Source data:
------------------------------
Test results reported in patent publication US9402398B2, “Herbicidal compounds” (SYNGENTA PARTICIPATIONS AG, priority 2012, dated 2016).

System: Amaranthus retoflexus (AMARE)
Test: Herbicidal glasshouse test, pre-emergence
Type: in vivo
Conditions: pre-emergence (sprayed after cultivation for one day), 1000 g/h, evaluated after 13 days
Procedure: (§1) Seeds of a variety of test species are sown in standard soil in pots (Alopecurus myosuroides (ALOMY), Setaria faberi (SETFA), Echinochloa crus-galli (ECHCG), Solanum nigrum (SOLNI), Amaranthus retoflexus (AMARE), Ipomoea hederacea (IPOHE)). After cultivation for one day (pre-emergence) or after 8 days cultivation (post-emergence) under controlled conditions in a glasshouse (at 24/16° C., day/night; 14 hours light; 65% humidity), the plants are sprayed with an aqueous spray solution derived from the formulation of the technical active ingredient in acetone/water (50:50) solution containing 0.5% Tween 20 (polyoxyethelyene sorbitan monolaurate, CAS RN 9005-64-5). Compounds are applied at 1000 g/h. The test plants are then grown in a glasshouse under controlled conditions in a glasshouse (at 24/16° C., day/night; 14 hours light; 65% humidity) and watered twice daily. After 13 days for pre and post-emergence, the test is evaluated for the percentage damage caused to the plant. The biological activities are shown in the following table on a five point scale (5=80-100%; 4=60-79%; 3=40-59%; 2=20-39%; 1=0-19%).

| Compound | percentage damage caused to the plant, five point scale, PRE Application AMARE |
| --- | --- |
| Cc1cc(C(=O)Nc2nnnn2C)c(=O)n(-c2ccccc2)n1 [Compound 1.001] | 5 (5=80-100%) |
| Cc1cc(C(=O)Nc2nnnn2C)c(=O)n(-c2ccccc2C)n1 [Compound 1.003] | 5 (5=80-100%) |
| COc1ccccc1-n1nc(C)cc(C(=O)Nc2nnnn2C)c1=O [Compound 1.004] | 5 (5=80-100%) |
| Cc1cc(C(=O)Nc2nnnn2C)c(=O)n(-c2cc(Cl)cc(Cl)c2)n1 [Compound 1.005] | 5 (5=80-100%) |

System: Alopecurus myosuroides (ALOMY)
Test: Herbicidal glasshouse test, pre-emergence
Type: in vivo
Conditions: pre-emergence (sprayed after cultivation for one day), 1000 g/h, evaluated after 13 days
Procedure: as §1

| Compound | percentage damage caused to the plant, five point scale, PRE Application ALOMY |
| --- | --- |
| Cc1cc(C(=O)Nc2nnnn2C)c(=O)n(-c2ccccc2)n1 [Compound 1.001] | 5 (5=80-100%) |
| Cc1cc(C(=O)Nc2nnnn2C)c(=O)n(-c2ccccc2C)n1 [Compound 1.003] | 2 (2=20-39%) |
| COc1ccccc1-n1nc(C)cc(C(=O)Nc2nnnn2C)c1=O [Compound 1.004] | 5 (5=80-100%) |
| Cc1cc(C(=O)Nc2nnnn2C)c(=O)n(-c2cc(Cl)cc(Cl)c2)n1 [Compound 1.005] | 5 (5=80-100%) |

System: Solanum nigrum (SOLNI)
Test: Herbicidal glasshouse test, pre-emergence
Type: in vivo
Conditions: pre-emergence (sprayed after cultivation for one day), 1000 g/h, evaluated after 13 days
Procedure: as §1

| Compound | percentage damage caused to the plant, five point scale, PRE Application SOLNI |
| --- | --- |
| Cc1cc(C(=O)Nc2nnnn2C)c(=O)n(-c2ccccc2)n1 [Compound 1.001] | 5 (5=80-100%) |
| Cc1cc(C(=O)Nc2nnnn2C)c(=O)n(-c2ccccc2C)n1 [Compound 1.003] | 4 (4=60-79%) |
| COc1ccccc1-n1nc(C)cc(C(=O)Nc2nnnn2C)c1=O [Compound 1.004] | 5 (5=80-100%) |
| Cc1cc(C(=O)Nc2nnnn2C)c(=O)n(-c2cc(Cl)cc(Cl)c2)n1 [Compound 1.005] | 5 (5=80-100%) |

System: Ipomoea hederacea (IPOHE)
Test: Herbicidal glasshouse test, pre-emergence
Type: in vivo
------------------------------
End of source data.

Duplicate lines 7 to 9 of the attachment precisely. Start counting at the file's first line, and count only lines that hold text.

| Compound | percentage damage caused to the plant, five point scale, PRE Application AMARE |
| --- | --- |
| Cc1cc(C(=O)Nc2nnnn2C)c(=O)n(-c2ccccc2)n1 [Compound 1.001] | 5 (5=80-100%) |